Meat and Fish in Mexico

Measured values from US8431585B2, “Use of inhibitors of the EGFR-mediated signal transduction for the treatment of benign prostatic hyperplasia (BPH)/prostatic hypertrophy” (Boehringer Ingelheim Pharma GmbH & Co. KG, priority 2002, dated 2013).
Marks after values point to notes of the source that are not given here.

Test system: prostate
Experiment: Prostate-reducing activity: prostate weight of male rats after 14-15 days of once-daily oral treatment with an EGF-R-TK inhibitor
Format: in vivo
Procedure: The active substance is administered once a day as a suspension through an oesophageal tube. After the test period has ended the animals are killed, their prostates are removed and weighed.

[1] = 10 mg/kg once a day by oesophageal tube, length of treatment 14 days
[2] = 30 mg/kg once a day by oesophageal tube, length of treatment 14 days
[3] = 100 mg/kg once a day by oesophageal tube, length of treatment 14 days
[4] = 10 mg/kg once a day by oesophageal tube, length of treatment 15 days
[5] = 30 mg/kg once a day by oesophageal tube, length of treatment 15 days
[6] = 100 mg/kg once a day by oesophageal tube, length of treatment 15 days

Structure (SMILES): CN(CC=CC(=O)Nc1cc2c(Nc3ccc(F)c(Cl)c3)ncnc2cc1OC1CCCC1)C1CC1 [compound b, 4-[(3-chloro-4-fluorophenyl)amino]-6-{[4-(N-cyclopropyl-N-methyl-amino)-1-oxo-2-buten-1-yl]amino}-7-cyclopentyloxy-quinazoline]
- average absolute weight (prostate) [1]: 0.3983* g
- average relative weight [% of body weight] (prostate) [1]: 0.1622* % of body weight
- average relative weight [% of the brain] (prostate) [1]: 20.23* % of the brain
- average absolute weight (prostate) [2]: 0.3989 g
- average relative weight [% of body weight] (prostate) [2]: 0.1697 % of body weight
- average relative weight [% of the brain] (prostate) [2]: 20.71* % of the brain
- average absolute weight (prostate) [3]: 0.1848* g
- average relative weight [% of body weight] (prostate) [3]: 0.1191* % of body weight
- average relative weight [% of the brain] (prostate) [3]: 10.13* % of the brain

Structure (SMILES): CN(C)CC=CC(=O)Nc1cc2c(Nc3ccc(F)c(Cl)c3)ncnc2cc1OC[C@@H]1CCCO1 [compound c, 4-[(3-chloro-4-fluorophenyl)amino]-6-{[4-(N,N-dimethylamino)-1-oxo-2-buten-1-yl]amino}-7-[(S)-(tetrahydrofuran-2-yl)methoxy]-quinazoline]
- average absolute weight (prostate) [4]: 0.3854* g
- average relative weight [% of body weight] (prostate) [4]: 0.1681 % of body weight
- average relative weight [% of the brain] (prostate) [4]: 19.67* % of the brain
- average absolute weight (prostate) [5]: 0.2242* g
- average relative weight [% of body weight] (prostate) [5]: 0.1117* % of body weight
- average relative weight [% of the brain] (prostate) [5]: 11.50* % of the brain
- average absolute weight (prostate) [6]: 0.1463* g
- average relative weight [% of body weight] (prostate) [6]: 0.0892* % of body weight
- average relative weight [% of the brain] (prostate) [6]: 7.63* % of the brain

Mexican cuisine is meat-centered. Meats in most cases are boiled even before they are roasted, producing lovely stocks for all those delicious Mexican soups. Pork is the king of the meat pantheon, with fowl in second place. Pork and turkey are cheap and easy to raise, and so have entrenched themselves into cuisine at all class levels. As in most cultures, no part of a pig is wasted. The intestines encase the excellent and spicy chorizo sausages; morcilla is a blood sausage seasoned with mint and coriander; brains, tongue (lengua), tripe, and pig`s trotters all are eaten, even the skin is deep-fried into a salty snack called chicharrones. In the cattle country of the north, beef is popular. In the central and southern regions, the land cannot support herds of big cattle, so goat and sheep are farmed. The coasts are obviously fish heavy. Mussels, oysters, shrimp (eaten both dried and fresh), bass, swordfish, octopus, shark, squid, whitefish, and cod abound. Crabmeat is flaked into salads or deep-fried; fish are rolled into tacos; shrimp are ground and fried in patties. More unusual meats like iguana, armadillo, and terrapin still have their devotees. Bugs are the final meat group, with grasshoppers (fried and named chalupines) and ant larva among the favorites.